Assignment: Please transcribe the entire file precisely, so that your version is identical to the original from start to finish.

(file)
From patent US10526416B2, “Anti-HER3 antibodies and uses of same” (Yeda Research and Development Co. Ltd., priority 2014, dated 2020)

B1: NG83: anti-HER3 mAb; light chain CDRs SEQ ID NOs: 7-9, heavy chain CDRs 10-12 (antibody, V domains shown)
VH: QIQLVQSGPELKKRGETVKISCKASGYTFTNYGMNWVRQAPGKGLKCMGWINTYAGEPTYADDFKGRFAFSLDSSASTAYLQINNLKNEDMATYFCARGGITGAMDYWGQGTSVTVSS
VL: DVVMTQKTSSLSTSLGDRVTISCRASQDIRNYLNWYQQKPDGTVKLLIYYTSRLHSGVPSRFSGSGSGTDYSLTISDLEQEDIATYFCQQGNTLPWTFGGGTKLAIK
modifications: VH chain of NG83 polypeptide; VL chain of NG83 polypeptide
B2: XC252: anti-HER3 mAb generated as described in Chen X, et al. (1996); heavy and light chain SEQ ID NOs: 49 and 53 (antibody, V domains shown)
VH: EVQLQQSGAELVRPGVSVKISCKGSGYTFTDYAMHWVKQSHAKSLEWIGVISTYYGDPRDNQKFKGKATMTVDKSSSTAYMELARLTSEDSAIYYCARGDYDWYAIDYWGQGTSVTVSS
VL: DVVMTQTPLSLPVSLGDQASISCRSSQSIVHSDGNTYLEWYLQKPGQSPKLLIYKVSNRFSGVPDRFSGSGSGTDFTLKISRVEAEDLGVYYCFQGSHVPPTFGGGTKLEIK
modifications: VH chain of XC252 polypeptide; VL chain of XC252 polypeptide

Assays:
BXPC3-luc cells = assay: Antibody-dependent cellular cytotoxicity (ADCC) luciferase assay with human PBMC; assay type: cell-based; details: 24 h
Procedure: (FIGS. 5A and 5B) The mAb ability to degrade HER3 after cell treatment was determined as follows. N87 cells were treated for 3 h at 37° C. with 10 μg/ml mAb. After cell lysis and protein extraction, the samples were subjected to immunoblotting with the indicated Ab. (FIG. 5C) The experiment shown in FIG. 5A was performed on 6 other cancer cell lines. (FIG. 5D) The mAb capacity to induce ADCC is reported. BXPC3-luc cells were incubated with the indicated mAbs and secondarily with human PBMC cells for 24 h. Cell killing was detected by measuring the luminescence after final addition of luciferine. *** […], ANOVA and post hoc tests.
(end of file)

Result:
From patent US10526416B2, “Anti-HER3 antibodies and uses of same” (Yeda Research and Development Co. Ltd., priority 2014, dated 2020)

B1: NG83: anti-HER3 mAb; light chain CDRs SEQ ID NOs: 7-9, heavy chain CDRs 10-12 (antibody, V domains shown)
VH: QIQLVQSGPELKKRGETVKISCKASGYTFTNYGMNWVRQAPGKGLKCMGWINTYAGEPTYADDFKGRFAFSLDSSASTAYLQINNLKNEDMATYFCARGGITGAMDYWGQGTSVTVSS
VL: DVVMTQKTSSLSTSLGDRVTISCRASQDIRNYLNWYQQKPDGTVKLLIYYTSRLHSGVPSRFSGSGSGTDYSLTISDLEQEDIATYFCQQGNTLPWTFGGGTKLAIK
modifications: VH chain of NG83 polypeptide; VL chain of NG83 polypeptide
B2: XC252: anti-HER3 mAb generated as described in Chen X, et al. (1996); heavy and light chain SEQ ID NOs: 49 and 53 (antibody, V domains shown)
VH: EVQLQQSGAELVRPGVSVKISCKGSGYTFTDYAMHWVKQSHAKSLEWIGVISTYYGDPRDNQKFKGKATMTVDKSSSTAYMELARLTSEDSAIYYCARGDYDWYAIDYWGQGTSVTVSS
VL: DVVMTQTPLSLPVSLGDQASISCRSSQSIVHSDGNTYLEWYLQKPGQSPKLLIYKVSNRFSGVPDRFSGSGSGTDFTLKISRVEAEDLGVYYCFQGSHVPPTFGGGTKLEIK
modifications: VH chain of XC252 polypeptide; VL chain of XC252 polypeptide

Assays:
BXPC3-luc cells = assay: Antibody-dependent cellular cytotoxicity (ADCC) luciferase assay with human PBMC; assay type: cell-based; details: 24 h
Procedure: (FIGS. 5A and 5B) The mAb ability to degrade HER3 after cell treatment was determined as follows. N87 cells were treated for 3 h at 37° C. with 10 μg/ml mAb. After cell lysis and protein extraction, the samples were subjected to immunoblotting with the indicated Ab. (FIG. 5C) The experiment shown in FIG. 5A was performed on 6 other cancer cell lines. (FIG. 5D) The mAb capacity to induce ADCC is reported. BXPC3-luc cells were incubated with the indicated mAbs and secondarily with human PBMC cells for 24 h. Cell killing was detected by measuring the luminescence after final addition of luciferine. *** […], ANOVA and post hoc tests.